blanche

Our collection illustrates the weird and intimite role technology plays in our life. (…)

Installations with theremin
[year] 2017
[collaboration] Merle Sibbel
[dimensions] 400 x 1000 mm
[exposition] S/ASH GA\\ERY ROTTERDAM

The Theremin is an early electronic musical instrument controlled without physical contact by the performer. Together with Merle Sibbel I explored making and using the theremin. This resulted in a series of antennes to put through and around the body. Our collection illustrates the weird and intimite role technology plays in our life.

In the 1870s Blanche found herself a patient in the hysteria ward of Salpêtrière hospital in Paris under direction of neurologist Jean-Martin Charcot. Every week eager crowds arrived at the hospital to attend Charcot’s demonstrations of hysterics acting out their hysterical symptoms. Blanche can be described as both, victim and enchanter, of these plays.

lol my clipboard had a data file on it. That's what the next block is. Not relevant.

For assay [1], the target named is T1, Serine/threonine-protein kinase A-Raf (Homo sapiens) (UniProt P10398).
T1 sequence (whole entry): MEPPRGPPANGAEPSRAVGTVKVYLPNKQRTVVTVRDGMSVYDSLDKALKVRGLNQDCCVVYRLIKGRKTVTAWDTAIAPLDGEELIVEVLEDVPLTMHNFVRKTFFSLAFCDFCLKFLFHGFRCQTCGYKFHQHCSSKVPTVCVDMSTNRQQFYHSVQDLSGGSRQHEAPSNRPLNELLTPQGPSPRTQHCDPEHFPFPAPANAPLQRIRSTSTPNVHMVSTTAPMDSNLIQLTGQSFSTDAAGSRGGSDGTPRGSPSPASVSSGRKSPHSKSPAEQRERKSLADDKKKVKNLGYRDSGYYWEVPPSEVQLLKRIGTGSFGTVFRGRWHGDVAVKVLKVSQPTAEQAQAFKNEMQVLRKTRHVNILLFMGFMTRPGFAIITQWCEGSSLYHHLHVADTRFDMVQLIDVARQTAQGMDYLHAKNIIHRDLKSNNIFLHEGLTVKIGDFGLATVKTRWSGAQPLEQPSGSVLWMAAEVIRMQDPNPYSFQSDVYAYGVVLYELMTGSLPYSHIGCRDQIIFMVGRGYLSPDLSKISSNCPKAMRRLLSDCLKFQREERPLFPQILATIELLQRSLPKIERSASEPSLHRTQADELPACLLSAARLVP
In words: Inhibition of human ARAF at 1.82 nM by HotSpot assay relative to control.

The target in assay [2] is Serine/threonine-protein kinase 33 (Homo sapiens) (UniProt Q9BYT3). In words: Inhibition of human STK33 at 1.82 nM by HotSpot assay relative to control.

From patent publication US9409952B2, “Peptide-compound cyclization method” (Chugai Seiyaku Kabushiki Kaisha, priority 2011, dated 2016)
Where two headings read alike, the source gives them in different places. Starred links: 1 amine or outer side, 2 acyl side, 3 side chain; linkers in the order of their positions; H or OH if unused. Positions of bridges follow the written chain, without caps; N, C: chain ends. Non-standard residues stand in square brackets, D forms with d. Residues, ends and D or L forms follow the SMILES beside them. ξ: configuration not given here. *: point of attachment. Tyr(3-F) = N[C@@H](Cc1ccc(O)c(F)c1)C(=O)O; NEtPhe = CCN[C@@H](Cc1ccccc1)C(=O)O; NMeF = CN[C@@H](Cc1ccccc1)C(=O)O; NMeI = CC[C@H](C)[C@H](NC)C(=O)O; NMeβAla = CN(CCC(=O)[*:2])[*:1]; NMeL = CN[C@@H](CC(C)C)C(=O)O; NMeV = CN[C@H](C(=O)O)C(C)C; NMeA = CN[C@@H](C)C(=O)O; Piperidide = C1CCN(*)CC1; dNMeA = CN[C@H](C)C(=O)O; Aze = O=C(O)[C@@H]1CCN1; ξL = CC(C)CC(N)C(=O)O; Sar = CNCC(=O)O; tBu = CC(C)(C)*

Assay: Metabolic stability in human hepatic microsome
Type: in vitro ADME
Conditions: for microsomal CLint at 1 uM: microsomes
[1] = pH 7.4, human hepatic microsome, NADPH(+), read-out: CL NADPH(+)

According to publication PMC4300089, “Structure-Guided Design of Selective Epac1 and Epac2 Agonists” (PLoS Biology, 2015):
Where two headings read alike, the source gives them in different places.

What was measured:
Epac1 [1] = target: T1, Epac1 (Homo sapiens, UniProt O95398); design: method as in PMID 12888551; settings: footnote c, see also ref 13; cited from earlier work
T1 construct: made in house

This antenna, inspired by Blanche, is the first in an experimental antenna collection to be played with the theremin. The antenna, piercing the nipples, has the same paradoxale quality as Blanche. When first played it feels strangly wrong. At the same time it invites to be played a second time, to be exploited.

“As Paul Regnard, a student of Charcot writes“We can cut them, prick them, and burn them, and they feel nothing. Even better these completely numb spots are so poorly irrigated that when we wound them, there is not one drop of blood. The hysterics are very proud of this immunity and amuse themselves by passing long needles through their arms and legs.” In the engraving below, Blanche appears to have been transformed into an object from a flesh and blood woman into a doll.” // Medical muses, Hysterica in nineteenth century paris by Asti Hustvedt.